Managing My Minutes: Do I Really Need To? shows why and how the minutes matter. It is when the work is great that there's a need to pay attention to little details. In a sea of chores moms or anyone managing a home may hope the children or loved ones in the household will cooperate so things are done quickly. But that may not be always the case. You wonder why the Jones children behave better, their obedience systematic. Is there a secret trick for that?

Author Lorrie Flem points you to a law in the natural world that serves as a guide to help you understand what you might be getting wrong. It's not magic, nor a 'get-rich' formula but an 'app' you can actually make use of. This e-book works around a concept most of us deal with whatever social roles we play - schedule. Now I usually treat schedule as routine, but as this book differentiated the two words, I am seeing how will my 'puzzle pieces' fit together nicely.

A recent change in my professional timetable cleared my weekday mornings. I am free Monday to Friday from dawn til midday you would reasonably think I am well on my way to chapter II of my dissertation. Quite the opposite. Being Miss Busy Doing Nothing is alarming. A section of this e-book addresses my predicament and enables me to confirm where I stand on managing my minutes.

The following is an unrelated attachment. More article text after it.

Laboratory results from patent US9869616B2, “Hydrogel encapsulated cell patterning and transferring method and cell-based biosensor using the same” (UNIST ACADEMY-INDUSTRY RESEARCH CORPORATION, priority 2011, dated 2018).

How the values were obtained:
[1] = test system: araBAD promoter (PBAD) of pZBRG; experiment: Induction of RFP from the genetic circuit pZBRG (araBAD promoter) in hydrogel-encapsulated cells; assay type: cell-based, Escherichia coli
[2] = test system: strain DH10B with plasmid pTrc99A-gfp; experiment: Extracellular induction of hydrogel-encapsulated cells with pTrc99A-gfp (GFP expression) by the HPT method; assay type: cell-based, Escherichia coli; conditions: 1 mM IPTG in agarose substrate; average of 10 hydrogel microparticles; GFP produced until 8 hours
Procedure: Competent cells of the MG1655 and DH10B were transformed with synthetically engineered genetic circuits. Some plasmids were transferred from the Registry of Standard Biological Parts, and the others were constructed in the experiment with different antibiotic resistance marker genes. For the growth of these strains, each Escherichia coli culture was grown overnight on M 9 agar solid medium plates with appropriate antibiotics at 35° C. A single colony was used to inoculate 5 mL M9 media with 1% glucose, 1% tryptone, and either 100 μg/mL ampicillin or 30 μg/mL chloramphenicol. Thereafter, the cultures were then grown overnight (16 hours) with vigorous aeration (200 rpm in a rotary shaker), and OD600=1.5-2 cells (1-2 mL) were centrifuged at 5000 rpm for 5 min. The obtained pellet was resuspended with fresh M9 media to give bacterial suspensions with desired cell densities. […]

You'll be delighted at how ancient terms bear similarities to business / political references so familiar today. I was. With real life scenario used to analyze the foundation of getting scheduling right, it was then easy for me to nail the thesis of the book, which also provides an assurance that paying attention to the little minutes is worth it in the long run. As a sucker for value of time and effort, the idea works well with me. Find out more of what I'm talking about by reading the book. Details are here. You may want to have a look at the author's site - Eternal Encouragement for related info.

Thanks to Jen of The Happy Little Homemaker for the product photo.
Disclaimer: I received a copy of this e-book in exchange for an honest and fair review.

Sunday, September 9

Bookstore bits

[caption id="" align="alignleft" width="144"]Bookshop Window Bookshop Window (Photo credit: garryknight)[/caption]

On the daydreams department: Inkwood Books, an "indie bookstore in a cozy old Hyde Park bungalow" is for sale. My dream is alive with more than just black and white as I buy the book bungalow in a page-turn.